Sarah Atkinson, Director of Policy, Planning and Communications at the Charity Commission, said: “The public rightly expect charities to put the interests of those they help first, and that will sometimes mean speaking truth to power. It is vital charities are free to do this.

We have sought, and received, assurances from DWP [Department for Work and Pensions] that charities in contracts to deliver elements of the Universal Credit programme are not prevented from speaking out about any challenges that recipients may be facing.”

The body, which regulates UK charities, has guidance on charities and political activity, which states that a charity “may give its support” to specific party policies “if it would help achieve its charitable purposes”.

The document also says that a charity “must stress its independence” and that any involvement with political parties is “balanced”.

“A charity must not give support or funding to a political party, nor to a candidate or politician,” it reads.

The Times’ report also found that the contract states signatories “shall pay the utmost regard to the standing and reputation” of the work and pensions secretary, prohibiting them from doing anything which could “damage the reputation” of the secretary of state or “attract adverse publicity”.

In a letter to Esther McVey MP, shadow work and pensions secretary Margaret Greenwood MP called for the minister to publicly announce that the clauses will be removed by the Government, describing it as “unacceptable”.

“The human suffering already caused by the failed roll out of Universal Credit is unacceptable, and the next phase could bring even more severe problems.

“All civil society organisations, whether or not they are contractors of your Department, must have the right to speak out about this injustice. And yes, that must include the right to criticise you and your work.

“This is not a bureaucratic technicality; it is a fundamental element of democratic accountability,” she wrote.

In a statement to The Mirror, a DWP spokesperson said: “It’s completely untrue to suggest that organisations are banned from criticising Universal Credit.

“As with all arrangements like this, they include a reference which enables both parties to understand how to interact with each other and protect their best interests.”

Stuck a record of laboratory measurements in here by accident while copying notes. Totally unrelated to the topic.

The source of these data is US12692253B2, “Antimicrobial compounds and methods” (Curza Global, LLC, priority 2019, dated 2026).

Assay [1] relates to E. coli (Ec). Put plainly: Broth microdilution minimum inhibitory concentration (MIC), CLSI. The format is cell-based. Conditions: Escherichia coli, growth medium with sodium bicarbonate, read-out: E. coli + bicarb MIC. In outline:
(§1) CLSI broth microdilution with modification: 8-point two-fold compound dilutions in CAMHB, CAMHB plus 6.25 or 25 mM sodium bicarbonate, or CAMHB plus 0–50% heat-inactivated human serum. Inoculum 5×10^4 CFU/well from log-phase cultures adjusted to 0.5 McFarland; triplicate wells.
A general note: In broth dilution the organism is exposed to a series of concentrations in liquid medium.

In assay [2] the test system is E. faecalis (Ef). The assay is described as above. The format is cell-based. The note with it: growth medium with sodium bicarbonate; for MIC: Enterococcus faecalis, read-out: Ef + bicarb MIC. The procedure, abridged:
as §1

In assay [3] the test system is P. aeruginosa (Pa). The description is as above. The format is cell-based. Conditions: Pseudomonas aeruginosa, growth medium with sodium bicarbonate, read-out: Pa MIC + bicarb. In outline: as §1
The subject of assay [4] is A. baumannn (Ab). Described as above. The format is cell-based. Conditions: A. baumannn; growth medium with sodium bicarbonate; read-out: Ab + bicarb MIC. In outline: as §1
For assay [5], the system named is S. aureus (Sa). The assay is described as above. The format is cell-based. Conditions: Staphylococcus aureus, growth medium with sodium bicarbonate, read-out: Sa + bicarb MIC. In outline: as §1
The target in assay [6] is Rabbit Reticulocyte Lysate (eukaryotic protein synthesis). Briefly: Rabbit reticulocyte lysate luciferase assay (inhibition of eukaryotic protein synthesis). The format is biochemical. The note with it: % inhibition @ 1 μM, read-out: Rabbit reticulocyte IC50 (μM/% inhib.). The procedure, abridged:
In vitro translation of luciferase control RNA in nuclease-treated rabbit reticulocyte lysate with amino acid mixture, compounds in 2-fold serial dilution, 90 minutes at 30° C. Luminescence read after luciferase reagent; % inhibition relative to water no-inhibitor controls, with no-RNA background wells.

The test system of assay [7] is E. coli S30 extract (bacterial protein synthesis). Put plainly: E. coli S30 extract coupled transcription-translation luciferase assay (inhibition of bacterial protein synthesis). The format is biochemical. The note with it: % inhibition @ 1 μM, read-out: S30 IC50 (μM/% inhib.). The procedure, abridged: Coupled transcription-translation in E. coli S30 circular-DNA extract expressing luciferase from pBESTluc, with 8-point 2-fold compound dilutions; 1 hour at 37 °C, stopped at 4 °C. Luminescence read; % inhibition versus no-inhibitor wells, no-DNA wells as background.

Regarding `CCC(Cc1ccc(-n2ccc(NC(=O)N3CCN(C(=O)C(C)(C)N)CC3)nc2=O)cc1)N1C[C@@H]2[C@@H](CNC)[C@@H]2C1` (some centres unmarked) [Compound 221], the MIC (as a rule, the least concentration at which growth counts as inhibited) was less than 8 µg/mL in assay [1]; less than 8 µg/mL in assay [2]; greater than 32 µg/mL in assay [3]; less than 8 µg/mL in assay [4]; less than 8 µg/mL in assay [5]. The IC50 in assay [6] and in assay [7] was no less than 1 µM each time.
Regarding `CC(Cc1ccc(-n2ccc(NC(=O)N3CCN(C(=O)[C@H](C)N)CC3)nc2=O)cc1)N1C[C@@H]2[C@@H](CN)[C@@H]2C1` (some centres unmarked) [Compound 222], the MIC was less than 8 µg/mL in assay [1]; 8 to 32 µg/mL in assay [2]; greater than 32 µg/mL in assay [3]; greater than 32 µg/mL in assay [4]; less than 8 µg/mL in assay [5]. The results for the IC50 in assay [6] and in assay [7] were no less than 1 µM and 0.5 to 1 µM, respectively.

The spokesperson then went on to add that it is in place to “safeguard any commercial sensitive information” for both the government and the organisation in question.

‘A Very Very Very Dark Matter’ review: Martin McDonagh pushes new boundaries in this edgy comedy

Jim Broadbent is hysterical in a production that is classic McDonagh: hilarious, dark and absolutely bonkers –

There’s a degree of newfound self-awareness and confidence in McDonagh’s latest production. The humour is edgier and the plot is his most absurd yet – and he knows it.

Jim Broadbent portrays another quirky and eccentric character in his latest role – this time its the children’s author Hans Christian Andersen. Photo: Manuel Harlan.

In a house in Copenhagen, Hans Christian Andersen (hilariously and comfortably portrayed by Broadbent – an actor known for playing bumbling, over-enthusiastic characters) has a secret hiding in a box in his attic in Copenhagen. A Very Very Very Dark Matter is an apt description of what unfolds.

As much as the play reaches new extremes for the Irish playwright, there’s the usual McDonagh tropes dotted throughout the plot. Striking similarities with The Lieutenant of Inishmore, Ryan Pope and Graeme Hawley play the two antagonists trying to hunt down and kill one of the lead characters. Except this time it’s two red men named Dirk and Barry from Belgium.

Outside the role of being daft comic relief, the pair’s part in the story centres historical grudges and time travel. It’s to be expected from such a production, but its execution – save from a couple of laughs – is confusing and somewhat meaningless on a larger scale.

Perhaps the funniest chemistry comes from Andersen’s interactions with fellow author Charles Dickens (Phil Daniels). Daniel’s bluntness and dry wit as Dickens mixes brilliantly with Broadbent’s charming, naive Andersen in scenes where most of the play’s one-liners can be found.

Contrast this with the scenes between Hans and young girl ‘Marjorie’ (Johnetta Eula’Mae Ackles) where the play’s darker, serious side comes to light. Bold and sharp, it’s an impressive theatrical debut for Ackles.

Running for an hour and 30 minutes, A Very Very Very Dark Matter is short, but by no means sweet. Finely directed by Matthew Dunster, the short running time keeps things fast-paced and gripping, before leaving you wondering what the hell just happened.

This review is of a preview performance of the production. A Very Very Very Dark Matter is now playing at the Bridge Theatre until 6 January 2019.